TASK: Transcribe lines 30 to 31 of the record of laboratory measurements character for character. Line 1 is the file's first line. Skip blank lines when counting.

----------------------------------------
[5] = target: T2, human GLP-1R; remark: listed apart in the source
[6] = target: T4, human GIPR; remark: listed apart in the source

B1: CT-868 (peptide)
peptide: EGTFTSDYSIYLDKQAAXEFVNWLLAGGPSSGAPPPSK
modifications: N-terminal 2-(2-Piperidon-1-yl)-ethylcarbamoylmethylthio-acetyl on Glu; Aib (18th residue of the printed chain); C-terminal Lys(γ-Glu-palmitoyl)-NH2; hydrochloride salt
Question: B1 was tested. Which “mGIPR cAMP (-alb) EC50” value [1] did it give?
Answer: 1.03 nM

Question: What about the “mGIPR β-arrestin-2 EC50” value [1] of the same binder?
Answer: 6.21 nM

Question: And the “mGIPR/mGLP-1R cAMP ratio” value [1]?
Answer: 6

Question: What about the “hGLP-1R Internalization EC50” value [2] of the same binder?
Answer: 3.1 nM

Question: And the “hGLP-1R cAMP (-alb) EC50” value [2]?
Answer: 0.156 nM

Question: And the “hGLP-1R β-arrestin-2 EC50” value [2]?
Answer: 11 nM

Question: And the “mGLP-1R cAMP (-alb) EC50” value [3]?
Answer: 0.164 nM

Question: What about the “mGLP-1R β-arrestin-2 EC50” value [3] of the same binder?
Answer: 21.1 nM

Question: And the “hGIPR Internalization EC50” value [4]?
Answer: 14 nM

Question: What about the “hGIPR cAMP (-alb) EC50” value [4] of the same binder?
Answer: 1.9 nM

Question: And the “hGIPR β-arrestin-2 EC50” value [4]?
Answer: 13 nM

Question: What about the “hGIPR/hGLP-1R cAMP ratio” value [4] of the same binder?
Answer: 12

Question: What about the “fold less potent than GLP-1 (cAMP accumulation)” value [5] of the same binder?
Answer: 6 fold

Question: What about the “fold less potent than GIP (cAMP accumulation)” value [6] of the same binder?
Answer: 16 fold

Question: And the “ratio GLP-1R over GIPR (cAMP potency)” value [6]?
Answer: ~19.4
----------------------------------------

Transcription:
Question: What about the “fold less potent than GLP-1 (cAMP accumulation)” value [5] of the same binder?
Answer: 6 fold